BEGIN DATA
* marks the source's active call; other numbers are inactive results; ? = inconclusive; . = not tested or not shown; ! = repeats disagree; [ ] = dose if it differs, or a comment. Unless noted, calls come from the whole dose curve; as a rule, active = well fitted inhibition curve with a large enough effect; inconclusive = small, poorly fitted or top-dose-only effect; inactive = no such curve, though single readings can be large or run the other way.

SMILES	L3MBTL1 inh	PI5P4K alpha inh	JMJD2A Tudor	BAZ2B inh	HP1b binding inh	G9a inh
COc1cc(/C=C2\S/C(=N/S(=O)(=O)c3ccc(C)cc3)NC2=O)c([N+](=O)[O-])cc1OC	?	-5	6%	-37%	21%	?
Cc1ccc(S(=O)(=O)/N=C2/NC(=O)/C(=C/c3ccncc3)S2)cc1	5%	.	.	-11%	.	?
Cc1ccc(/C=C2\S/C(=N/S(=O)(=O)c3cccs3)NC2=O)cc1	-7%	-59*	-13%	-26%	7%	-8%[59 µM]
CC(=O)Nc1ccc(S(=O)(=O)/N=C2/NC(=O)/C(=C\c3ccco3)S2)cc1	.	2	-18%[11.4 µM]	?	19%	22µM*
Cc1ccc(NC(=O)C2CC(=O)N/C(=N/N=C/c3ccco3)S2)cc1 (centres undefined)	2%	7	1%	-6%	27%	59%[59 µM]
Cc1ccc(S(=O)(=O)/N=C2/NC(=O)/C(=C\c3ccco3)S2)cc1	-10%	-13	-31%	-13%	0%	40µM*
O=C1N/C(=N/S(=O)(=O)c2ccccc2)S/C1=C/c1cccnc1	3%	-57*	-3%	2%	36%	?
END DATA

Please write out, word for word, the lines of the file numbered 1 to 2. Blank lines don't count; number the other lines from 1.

* marks the source's active call; other numbers are inactive results; ? = inconclusive; . = not tested or not shown; ! = repeats disagree; [ ] = dose if it differs, or a comment. Unless noted, calls come from the whole dose curve; as a rule, active = well fitted inhibition curve with a large enough effect; inconclusive = small, poorly fitted or top-dose-only effect; inactive = no such curve, though single readings can be large or run the other way.

SMILES	L3MBTL1 inh	PI5P4K alpha inh	JMJD2A Tudor	BAZ2B inh	HP1b binding inh	G9a inh